What a Satyagrahi Knows

This guest post was contributed by George Cassidy Payne, the founder of Gandhi Earth Keepers International. He is also a writer, a domestic violence counselor, and an adjunct professor of philosophy. George lives and works in Rochester, NY. You can follow him on LinkedIn.

The most powerful force in the universe is not electromagnetism, gravity or time. The greatest force in the universe is Satyagraha, which technically means a firm or steadfast adherence to Truth. Satyagraha is the most powerful force in the universe because it is the universe. It is the moral dimension of the universe revealing itself through social and political action.

Mohandas Gandhi coined the term in 1906 while leading a nonviolent resistance movement against the British. He wrote:

None of us knew what name to give to our movement. I then used the term “passive resistance” in describing it. I did not quite understand the implication of “passive resistance” as I called it. I only knew that some new principle had come into being. As the struggle advanced, the phrase “passive resistance” gave rise to confusion and it appeared shameful to permit this great struggle to be known only by an English name… I thus began to call the Indian movement “satyagraha,” that is to say, the Force which is born of Truth and Love or non-violence, and gave up the use of the phrase “passive resistance” in connection with it, so much so that even in English writing we often avoided it and used instead the word “satyagraha” itself or some other equivalent English phrase. This then was the genesis of the movement which came to be known as Satyagraha, and of the word used designation for it.

Tactically, there are four main components that must be in place to activate Satyagraha. Firstly, a Satyagrahi must comprehend that all life is interconnected. From the ant to the aurora borealis, all life forms-including physical, mental and spiritual-are one at the source of their creative purpose.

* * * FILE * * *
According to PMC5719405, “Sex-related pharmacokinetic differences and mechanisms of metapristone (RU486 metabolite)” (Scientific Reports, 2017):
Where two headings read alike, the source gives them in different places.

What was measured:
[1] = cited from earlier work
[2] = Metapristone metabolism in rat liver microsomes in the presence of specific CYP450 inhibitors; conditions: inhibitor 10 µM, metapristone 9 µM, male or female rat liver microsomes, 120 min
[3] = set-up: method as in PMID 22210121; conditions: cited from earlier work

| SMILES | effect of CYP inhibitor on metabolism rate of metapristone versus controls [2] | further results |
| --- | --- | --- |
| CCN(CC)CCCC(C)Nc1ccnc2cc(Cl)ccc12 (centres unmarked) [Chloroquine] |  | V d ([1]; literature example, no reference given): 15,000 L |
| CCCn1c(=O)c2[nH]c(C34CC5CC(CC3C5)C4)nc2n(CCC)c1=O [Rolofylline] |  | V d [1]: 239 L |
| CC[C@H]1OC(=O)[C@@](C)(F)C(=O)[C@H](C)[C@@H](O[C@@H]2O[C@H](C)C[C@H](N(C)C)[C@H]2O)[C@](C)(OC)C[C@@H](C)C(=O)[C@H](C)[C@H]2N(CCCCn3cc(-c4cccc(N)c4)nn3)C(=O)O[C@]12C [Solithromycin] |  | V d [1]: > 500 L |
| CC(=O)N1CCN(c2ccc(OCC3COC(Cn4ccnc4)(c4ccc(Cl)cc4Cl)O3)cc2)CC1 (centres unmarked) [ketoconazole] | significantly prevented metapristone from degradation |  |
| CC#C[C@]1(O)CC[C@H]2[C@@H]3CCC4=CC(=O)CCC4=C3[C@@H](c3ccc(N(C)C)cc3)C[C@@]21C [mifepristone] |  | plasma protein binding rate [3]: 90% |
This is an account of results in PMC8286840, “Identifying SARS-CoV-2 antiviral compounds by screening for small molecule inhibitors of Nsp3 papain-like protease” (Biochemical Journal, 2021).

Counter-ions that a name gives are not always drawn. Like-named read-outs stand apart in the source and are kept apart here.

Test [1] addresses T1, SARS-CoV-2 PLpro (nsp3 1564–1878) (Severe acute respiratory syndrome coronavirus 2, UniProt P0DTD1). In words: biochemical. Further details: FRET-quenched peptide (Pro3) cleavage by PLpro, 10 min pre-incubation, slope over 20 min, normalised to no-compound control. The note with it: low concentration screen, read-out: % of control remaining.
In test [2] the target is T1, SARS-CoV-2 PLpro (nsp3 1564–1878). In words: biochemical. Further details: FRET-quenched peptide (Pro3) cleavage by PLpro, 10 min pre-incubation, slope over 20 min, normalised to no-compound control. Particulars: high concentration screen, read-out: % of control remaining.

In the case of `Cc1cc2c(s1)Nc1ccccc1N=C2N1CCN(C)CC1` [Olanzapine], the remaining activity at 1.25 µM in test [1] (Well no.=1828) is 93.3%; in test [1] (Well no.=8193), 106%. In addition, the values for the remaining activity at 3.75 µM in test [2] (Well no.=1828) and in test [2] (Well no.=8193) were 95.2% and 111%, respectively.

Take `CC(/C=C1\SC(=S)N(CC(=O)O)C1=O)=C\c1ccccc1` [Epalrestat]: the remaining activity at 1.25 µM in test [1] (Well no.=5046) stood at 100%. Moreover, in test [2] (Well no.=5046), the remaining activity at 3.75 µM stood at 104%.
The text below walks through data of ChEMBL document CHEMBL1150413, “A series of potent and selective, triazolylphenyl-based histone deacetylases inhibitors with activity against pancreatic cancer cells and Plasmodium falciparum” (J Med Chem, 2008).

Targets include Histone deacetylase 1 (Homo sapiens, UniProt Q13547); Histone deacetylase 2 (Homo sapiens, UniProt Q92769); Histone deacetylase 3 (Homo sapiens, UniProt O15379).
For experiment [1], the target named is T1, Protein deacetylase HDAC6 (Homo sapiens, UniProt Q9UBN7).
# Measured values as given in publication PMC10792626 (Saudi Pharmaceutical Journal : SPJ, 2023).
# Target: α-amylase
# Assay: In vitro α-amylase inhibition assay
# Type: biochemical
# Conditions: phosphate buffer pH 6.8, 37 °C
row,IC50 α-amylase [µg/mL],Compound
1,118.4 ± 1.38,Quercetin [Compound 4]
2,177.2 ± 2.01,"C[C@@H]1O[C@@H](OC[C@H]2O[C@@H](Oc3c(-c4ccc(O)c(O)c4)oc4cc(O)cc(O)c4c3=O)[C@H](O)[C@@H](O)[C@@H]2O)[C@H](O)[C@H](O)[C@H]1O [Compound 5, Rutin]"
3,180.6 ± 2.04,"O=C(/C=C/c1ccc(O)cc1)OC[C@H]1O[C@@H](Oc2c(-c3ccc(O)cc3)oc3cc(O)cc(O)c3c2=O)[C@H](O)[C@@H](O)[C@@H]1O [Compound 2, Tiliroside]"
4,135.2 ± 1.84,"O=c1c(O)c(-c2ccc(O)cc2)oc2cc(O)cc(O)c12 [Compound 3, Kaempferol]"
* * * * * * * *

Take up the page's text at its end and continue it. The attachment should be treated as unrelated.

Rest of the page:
The second principle is that persuasion overcomes coercion. That is to say, there is a long term advantage to convincing an adversary to understand and empathize with your perspective. Compelling opponents through intimidation or bribery is only temporarily effective, and it always has unintended consequences.

Thirdly, a Satyagrahi knows that ends and means must be aligned. Mohandas Gandhi referred to a surgeon who uses contaminated tools and expects a successful operation, which is an attitude that is both illogical and irresponsible.

Fourthly, a Satyagrahi is transparent in all matters. In any struggle the truth is pursued in good faith, with an open mind, and with sincerity. Gandhi once wrote, “Power is of two kinds. One is obtained by the fear of punishment and the other by acts of love. Power based on love is a thousand times more effective and permanent then the one derived from fear of punishment.”

Underlining each of these four components is a conscious belief in the spectacle of bravery—the type that can only be manifested through voluntary acts of suffering. If you would conquer another do it not by outside mechanisms but by creating inside their own personality an impulse too strong for his/her previous tendency. In this way Satyagraha taps into the “Law of Reversed Effect,” which states: “The greater the conscious effort, the less the subconscious response” or understood another way: “Whenever the will (conscious mind) and imagination (subconscious) are in conflict, the imagination (subconscious) always wins.”

A Satyagrahi knows that our ancestors from the dawn of life have suffered pain and deprivation-it is part of our collective nervous system. When others see bravery in action, there is an imagination-stimulus that gets galvanized. Of course this impulse may be crusted over by custom, prejudice and hostile emotions, but it is still ingrained in all of us. Inevitably, a nonviolent resister submitting themselves to bodily suffering for the sake of a noble cause rouses people’s moral conscience. Since feelings are more contagious than appetites, no other strategy is more effective in combating injustice.

When these four components are in place, there is almost nothing that the force of Satyagraha cannot achieve. It literally has the power to bring down dictators without firing a single shot. Satyagraha can make the proud see the plight of babes and it can make children mightier than the most formidable systems of oppression. Satyagraha brings refreshing aid to the sick and it uses the healing qualities of nature to bring health to the masses. Older than the hills, Satyagraha is an infinite, everlasting goodness that makes constellations burn with passion and the eyes of the poor glow with dignity.